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Tuesday, July 05, 2022

Rate and Review: Bad Bunny welcomes summer with ‘Un Verano Sin Ti’

The Puerto Rican star released his summer-inspired fourth studio album May 6

<p>The latest release from the Puerto Rican superstar is a more relaxed detour from his high-energy reggaeton sound.</p>

The latest release from the Puerto Rican superstar is a more relaxed detour from his high-energy reggaeton sound.

It’s 2019, and reggaeton’s latest trailblazer, Bad Bunny, is continuously on the rise when he drops summer embodiment hit “Callaita.” The catchy, lush track expresses the care-free spirit of a young woman in her 20’s: thriving, enjoying life, and finding herself. As it quickly ascended into one of the singers’ biggest hits to date, the pop-reggaeton summer anthem defined Summer 2019. While not included in any of his full-length albums until now, the track developed a cult following. 

Three years and a pandemic later, “Un Verano Sin Ti” picks up exactly where Bad Bunny left off. 

The 28-year-old Puerto Rican singer released the long-anticipated 23-track summer album May 6. “Un Verano Sin Ti,” which translates to “A Summer Without You,” lives up to the promise that Bad Bunny has professed his entire career: a project epitomizing sad boy summer, combining elements of party and heartbreak. 

The sonic palette in the album takes a Tour-de-Caribe and employs different regionally sourced sounds to create a well-rounded encapsulation of a summer vibe. The album borrows sounds from more modern indietronica, psychedelic cumbia, tropical house and afrobeat to more traditional merengue, bossa nova and reggae, all over a punchy dem bow base. 

At the core of Bad Bunny’s sound are the Puerto Rican spirit and the medley of Caribbean sonic elements that define the cultural experience in the islands and beyond. 

“Here the heat is different; the sun is Taino. The capital of perreo, now everyone wants to be Latino,” he sings in the Puerto Rico pride anthem “El Apagon.” 

The track stands as a strong statement of Boricua pride and opposition to mainland Americans' rampant gentrification of the island.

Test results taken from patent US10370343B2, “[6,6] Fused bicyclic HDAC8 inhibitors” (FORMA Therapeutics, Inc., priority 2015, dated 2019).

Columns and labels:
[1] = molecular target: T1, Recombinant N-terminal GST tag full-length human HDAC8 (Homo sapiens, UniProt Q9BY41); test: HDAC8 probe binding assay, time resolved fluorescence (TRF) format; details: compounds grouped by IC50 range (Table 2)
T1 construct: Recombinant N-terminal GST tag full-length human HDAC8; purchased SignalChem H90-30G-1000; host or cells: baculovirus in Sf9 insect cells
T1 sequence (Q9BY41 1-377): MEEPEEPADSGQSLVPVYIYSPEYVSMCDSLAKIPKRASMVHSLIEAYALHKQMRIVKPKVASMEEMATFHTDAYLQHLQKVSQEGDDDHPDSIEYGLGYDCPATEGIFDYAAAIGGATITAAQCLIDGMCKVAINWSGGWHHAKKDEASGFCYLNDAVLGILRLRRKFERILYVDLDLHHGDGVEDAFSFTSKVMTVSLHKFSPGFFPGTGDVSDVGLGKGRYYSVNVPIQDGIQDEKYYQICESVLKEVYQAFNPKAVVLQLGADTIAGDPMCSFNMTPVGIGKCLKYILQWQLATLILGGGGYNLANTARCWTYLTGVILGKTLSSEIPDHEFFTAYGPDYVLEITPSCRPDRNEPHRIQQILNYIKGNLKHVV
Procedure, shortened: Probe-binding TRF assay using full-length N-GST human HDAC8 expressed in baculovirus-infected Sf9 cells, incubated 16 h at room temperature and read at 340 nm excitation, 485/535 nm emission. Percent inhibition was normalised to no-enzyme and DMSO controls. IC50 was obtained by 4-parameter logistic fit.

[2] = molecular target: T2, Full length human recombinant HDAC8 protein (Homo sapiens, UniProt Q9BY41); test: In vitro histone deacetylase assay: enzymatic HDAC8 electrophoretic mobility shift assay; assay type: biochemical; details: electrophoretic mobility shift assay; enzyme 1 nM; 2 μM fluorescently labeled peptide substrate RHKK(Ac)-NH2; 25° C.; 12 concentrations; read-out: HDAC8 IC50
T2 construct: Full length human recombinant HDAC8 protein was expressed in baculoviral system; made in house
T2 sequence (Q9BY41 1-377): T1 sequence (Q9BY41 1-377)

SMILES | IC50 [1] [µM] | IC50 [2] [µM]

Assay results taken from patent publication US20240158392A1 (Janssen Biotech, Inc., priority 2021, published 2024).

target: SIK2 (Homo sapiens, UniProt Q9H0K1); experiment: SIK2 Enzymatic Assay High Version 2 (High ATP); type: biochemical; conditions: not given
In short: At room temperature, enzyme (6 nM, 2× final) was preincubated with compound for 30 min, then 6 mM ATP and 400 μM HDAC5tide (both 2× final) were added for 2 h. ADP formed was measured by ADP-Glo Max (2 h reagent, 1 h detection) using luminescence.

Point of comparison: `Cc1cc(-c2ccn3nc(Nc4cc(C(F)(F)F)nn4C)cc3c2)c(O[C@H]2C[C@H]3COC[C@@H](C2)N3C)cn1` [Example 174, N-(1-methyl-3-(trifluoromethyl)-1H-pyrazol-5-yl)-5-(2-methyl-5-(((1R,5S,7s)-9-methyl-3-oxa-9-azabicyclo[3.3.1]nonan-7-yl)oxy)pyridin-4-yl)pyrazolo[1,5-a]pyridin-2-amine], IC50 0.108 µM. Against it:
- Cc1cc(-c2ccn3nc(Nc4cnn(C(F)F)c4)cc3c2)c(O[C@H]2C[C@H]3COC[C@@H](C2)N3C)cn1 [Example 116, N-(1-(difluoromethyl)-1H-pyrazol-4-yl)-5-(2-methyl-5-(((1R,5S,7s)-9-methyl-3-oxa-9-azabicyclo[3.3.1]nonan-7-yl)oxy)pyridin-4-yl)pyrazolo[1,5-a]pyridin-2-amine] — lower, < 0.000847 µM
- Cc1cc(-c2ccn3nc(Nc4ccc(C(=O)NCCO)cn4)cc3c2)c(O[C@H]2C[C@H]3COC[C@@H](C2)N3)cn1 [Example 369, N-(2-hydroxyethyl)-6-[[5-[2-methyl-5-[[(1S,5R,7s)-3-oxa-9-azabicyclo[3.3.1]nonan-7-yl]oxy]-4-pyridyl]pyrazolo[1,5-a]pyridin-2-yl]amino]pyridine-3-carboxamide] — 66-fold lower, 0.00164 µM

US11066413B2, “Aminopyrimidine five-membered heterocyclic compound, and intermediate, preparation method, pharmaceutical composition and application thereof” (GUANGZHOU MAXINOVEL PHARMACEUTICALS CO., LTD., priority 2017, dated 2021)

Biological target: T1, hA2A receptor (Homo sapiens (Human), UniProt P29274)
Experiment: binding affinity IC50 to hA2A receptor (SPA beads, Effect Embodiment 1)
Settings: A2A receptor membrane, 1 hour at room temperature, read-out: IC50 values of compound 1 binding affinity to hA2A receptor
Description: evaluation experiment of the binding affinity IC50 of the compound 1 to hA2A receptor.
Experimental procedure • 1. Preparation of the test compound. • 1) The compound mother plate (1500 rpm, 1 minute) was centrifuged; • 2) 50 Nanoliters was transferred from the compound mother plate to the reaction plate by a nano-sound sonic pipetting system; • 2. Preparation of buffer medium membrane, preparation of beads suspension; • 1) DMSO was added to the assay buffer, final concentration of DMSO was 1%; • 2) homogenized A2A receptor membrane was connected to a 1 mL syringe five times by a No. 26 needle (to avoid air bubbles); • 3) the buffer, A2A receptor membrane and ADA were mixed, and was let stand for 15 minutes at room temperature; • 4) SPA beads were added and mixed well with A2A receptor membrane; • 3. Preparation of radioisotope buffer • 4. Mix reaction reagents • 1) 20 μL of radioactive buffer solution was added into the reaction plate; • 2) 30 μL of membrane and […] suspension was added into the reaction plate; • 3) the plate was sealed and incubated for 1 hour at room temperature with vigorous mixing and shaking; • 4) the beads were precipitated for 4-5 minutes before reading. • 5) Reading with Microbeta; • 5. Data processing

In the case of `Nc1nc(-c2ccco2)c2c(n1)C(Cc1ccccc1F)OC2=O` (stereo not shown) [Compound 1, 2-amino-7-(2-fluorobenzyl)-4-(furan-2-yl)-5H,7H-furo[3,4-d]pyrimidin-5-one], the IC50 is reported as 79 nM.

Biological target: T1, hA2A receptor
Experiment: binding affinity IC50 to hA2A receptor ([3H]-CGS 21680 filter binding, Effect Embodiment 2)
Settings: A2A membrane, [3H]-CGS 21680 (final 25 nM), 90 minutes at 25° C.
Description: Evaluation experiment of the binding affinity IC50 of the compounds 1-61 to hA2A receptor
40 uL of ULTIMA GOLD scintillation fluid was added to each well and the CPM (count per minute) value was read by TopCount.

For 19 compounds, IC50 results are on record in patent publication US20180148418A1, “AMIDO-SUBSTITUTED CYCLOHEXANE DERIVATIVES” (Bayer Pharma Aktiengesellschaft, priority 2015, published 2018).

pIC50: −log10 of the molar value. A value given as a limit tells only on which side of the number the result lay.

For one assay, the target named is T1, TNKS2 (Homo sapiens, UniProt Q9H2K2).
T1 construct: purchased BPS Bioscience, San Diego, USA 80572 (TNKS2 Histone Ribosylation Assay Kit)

“This is my beach, this is my sun, this is my land, this is me,” the singer’s longtime girlfriend Gabriela Berlingeri sings at the end of the track. 

“Un Verano Sin Ti” shows the singer’s continuous commitment to embracing his roots despite achieving worldwide stardom. 

Rather than giving in to the American mainstream and erasing the more Caribbean-centric aspects of reggaeton in an attempt to appeal to a more general audience, Bad Bunny doubles down on everything that makes the genre so undeniably Caribbean. I mean, who else could turn a low-key reggaeton bop into a merengue banger less than five minutes into an album?

The album is unapologetically Boricua, boundlessly Caribbean, and more than all, undoubtedly fun. 

The collaboration roster reflects his island-first approach to the project. The singer teams up with a variety of Puerto Rican artists, including indie band The Marias in the airy tropical dream-pop-infused track “Otro Atardecer,” and tropical synth-pop duo Buscabulla in the soft ode to Boricua women “Andrea,” as well as Plan B’s Chencho Corleone and reggaeton pioneer Tony Dize. 

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In all its Latinidad, the record is also the singer’s most pop-reggaeton project to date. Comparable to the sound popularized by the genre’s new generation frontmen Jhay Cortez and Rauw Alejandro, both featured on the project, “Un Verano Sin Ti” shows the singer’s take on pop-aligned reggaeton. 

Melodies power the heartbeat of the record, and producer Tainy’s fingerprints can be found all over it.

The tracklist follows a soft reggaeton sound far from more aggressive cuts from previous Bad Bunny releases, like “Safaera” and “Booker T.”

The safety in sonic choices connects back to the project’s central purpose: to serve as a summer playlist in the background of beachy memories. 

While Bad Bunny’s growth in confidence has reflected before in his openness to experiment with sound and genre, he isn’t trying to prove a point here. There are no punk-rock attempts, five-minute reggaeton medley, and no emo ballads narrating alien sex fantasies; just tropical summer bangers, plain and simple.

The 2019 summer anthem and fan favorite “Callaita” closes the album with the vocals fading out into the atmosphere like echoes of summer parties. In a way, this ending feels like a flashback replaying the memories of the summer when the track was originally released. In all, “Un Verano Sin Ti” invites you to revisit the feeling of summer and write new memories. 

Rating: 8/10

Contact Kristine at kvillaroel@alligator.org. Follow her on Twitter @ktnedelvalle.

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Kristine Villarroel

Kristine Villarroel is a second-year journalism student at the University of Florida and a staff writer with the Avenue. In her free time, you can usually find her making playlists or talking about the full moon.


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